• I very often see this pattern "Question is missing X and Y" -> OP gives some information that covers one of these (at best) -> "Sorry, but you still miss Y" -> OP points out they supplied some information before -> "But you are missing Y" -> OP may add more information for X or otherwise not supply Y. Etc. I don't think it's the majority of questions from new users but it does happen often enough that I don't think this FR is good as it stands - wiping the comments that ask for stuff will mean that the whole "We need Y" is going to be even more annoying to ask for. – VLAZ Jul 29 at 14:28
  • @nickzoum: What for? Either it can be answered, then the comment is useless. Or it can't, but than it should be closed to prevent guessing answers.I'm not sure what kind of questions would qualify for a request-for-info-comment but not for a close-vote. Or better to ask: If I leave such a comment and op doesn't respond, when should then the close-vote be cast? Do I have to keep track of all such comments and come back a day later to see if op has provided the information and if not vote to close? – BDL Jul 29 at 14:32
  • @TemaniAfif They obviously should. But they may not include code that they might not be rellevant (but in reality is not). And to err is human, you could just forget to add some information to the question. – nick zoum Jul 29 at 14:32
  • @BDL If the user has supplied a fair amount of information but just not quite enough (i.e. could you show us at that function declaration, what does your config file look like etc), then some people might still be able to give answers due to their experience, while others might need a bit more info. – nick zoum Jul 29 at 14:38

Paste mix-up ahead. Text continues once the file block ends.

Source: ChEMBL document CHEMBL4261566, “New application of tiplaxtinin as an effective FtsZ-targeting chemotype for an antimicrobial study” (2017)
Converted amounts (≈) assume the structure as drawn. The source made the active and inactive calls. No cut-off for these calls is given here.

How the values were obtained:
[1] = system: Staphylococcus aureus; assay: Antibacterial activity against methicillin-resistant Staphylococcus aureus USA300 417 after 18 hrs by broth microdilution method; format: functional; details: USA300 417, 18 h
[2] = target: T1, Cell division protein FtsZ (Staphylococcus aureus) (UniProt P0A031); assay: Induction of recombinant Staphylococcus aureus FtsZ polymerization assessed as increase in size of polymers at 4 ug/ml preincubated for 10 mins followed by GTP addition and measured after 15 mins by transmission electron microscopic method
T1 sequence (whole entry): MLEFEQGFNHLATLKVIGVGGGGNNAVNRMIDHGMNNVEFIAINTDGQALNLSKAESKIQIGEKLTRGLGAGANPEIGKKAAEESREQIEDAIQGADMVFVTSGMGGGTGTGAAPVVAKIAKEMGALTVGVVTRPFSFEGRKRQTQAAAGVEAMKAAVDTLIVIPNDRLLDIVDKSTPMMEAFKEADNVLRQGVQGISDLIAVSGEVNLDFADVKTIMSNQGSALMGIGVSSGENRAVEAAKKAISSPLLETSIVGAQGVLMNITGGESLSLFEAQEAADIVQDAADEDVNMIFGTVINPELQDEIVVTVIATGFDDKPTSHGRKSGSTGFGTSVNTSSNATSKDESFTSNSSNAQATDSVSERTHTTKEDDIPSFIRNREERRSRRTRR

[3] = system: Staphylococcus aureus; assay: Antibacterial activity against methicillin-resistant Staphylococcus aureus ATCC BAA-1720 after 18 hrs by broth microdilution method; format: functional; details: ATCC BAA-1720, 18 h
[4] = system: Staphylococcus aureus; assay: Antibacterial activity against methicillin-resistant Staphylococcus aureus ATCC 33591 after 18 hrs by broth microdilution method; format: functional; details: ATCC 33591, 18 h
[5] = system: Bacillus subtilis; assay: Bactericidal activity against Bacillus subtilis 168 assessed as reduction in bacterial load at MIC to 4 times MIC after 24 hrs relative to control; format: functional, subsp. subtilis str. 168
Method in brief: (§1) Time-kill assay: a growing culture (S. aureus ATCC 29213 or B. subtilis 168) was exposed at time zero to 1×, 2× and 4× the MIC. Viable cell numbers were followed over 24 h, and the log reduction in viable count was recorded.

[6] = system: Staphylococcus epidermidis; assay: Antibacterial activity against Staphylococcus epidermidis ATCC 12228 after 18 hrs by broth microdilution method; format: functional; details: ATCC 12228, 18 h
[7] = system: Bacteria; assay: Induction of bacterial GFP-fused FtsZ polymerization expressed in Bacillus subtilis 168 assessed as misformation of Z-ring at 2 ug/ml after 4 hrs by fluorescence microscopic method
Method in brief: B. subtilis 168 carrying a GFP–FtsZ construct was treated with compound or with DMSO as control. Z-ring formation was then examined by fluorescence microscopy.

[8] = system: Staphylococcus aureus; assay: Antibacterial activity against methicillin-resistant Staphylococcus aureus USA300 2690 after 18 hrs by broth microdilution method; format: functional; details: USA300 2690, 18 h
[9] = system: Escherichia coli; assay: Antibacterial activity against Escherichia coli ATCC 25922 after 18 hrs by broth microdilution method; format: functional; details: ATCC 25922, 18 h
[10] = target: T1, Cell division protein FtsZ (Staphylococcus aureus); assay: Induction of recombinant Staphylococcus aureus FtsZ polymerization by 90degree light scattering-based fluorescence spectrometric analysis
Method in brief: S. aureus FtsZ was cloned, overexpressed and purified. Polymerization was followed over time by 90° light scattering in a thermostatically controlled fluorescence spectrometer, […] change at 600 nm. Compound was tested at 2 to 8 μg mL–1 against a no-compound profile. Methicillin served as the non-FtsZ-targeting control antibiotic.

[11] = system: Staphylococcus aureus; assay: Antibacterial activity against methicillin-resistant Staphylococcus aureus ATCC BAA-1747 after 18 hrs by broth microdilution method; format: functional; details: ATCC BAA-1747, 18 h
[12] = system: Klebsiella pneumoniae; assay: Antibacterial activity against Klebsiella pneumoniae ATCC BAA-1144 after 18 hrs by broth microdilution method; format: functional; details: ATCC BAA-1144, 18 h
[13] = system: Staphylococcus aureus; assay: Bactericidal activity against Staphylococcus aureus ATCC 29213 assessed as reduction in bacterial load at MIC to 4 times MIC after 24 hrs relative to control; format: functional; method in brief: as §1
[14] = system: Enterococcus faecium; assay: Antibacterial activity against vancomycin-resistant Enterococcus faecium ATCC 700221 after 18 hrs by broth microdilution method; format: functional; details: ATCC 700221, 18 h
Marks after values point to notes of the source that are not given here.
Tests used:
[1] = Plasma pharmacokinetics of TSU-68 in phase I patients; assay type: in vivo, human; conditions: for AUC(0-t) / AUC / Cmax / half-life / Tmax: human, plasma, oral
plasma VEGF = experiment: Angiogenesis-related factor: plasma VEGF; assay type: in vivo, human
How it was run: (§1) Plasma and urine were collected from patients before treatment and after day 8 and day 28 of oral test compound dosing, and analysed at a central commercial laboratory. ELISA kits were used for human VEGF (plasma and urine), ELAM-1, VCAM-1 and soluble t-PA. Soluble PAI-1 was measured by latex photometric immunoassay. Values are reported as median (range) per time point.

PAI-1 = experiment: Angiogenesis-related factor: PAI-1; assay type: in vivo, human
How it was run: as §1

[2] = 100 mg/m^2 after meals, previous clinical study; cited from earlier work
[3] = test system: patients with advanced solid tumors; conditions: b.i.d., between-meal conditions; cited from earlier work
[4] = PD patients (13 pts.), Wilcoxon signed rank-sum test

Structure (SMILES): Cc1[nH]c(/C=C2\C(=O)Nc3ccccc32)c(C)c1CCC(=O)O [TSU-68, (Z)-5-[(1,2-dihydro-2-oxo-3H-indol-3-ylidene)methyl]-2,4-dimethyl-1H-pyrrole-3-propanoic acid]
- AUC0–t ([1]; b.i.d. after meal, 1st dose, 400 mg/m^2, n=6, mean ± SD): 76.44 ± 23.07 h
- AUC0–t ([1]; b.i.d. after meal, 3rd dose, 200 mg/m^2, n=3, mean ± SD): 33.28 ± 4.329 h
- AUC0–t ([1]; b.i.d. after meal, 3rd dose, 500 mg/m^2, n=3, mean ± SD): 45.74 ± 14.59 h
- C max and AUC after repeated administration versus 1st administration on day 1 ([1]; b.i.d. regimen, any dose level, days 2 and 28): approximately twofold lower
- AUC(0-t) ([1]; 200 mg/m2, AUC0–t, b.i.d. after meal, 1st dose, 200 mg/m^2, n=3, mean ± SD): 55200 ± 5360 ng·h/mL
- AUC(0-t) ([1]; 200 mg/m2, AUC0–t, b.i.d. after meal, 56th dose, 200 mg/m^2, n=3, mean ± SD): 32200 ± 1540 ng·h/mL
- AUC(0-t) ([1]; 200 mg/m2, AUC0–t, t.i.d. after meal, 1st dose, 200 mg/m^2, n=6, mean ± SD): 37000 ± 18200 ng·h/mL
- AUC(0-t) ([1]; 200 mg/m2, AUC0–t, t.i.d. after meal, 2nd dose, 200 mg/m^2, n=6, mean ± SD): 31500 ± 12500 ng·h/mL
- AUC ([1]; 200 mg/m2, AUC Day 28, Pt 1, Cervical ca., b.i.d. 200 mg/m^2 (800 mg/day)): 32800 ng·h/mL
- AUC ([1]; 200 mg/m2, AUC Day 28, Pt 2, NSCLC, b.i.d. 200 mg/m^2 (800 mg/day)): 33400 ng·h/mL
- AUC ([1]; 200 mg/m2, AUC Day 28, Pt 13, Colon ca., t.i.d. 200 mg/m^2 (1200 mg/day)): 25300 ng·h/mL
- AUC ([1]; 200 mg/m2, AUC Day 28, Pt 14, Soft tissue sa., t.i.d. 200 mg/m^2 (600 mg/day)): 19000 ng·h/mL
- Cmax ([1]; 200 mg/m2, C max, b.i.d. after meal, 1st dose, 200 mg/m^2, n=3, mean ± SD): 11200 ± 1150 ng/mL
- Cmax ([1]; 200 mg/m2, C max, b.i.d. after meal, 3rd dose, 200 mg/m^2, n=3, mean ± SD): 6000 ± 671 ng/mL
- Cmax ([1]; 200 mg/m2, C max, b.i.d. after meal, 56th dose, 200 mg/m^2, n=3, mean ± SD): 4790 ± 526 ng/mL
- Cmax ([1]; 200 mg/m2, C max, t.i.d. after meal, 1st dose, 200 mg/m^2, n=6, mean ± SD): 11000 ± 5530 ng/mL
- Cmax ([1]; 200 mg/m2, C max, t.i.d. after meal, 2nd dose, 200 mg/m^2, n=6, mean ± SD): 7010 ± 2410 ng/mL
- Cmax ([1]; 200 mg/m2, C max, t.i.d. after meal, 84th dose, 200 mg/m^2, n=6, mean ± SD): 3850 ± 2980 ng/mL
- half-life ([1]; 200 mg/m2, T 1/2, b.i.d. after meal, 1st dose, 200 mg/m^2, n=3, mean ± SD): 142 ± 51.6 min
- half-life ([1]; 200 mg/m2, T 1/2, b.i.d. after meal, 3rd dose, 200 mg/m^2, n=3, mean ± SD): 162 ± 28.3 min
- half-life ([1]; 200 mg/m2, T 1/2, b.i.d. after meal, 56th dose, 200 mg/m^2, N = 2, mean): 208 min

• Just use close votes. If the question gets edited into shape, it can be reopened. If it doesn't, then using an edit request flag instead wouldn't have made it any better. – John Montgomery Jul 29 at 19:42
  • Could such comments not be deleted as obsolete anyway with reason "It's no longer needed. This comment is outdated, conversational or not relevant to this post."? – Mark Fisher Jul 30 at 20:30
6

I like the idea in theory, but I agree with the comments that it could be messy in practice.

At first it would likely be fine. People might even actually use it as intended. Then, users who feel their questions are fine, what are you talking about? They'll edit fluff into their post and delete the comment. The commenter will return, make another edit request, and the cycle will repeat.

Eventually, this will either draw a mod's attention and get shut down, or end in some kind of edit war or argument and a mod will still have to get involved.

Now, admittedly, I don't see it getting that bad on every single post. But I do see that happening more often than it being used properly.

Meanwhile, I feel that if you care about an OP editing their question into shape, you can favorite the question so you'll come back and check on it in a bit. There's no reason you can't keep an eye on it and clean up your own comments if/when they become irrelevant, and continue guiding the user to fixing their question as necessary. I've done so here on Meta a time or two, when I've felt it was both possible and worth the effort.

TL;DR: While it sounds like a nice idea, I think it'd be misused a little too much. I also feel that what we have currently, while a little more effort on the commenter's part, works just fine for helping to guide a new user to fixing their questions. (If one so desires.)